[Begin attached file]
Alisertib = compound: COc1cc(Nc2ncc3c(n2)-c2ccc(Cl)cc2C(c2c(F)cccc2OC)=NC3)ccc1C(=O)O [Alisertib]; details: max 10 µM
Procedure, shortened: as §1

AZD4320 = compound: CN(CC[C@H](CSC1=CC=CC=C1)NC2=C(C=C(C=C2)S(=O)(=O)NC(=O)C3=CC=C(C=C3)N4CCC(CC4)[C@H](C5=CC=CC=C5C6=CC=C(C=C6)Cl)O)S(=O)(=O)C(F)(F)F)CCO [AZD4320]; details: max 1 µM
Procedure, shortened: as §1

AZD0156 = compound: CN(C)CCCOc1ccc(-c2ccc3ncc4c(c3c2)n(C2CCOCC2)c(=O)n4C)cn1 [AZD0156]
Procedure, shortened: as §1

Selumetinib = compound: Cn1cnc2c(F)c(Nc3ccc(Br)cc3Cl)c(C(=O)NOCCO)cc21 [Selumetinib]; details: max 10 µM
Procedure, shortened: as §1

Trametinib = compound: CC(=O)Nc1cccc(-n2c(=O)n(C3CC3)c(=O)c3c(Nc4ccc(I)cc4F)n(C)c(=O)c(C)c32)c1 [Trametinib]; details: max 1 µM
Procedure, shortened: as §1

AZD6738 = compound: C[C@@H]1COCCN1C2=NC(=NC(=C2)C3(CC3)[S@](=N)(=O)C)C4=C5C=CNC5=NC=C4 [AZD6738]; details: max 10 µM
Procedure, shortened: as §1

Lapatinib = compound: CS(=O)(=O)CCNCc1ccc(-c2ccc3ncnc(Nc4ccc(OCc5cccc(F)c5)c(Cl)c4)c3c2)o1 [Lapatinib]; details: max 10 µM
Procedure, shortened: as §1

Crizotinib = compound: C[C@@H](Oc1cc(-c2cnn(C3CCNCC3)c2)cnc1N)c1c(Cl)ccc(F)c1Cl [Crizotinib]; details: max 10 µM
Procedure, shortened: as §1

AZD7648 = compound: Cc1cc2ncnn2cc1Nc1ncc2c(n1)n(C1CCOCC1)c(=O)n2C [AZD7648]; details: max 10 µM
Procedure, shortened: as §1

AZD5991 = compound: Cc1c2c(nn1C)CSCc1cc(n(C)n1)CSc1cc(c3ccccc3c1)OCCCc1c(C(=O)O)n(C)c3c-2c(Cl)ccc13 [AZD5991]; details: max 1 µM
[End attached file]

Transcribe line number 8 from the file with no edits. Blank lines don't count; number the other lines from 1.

Procedure, shortened: as §1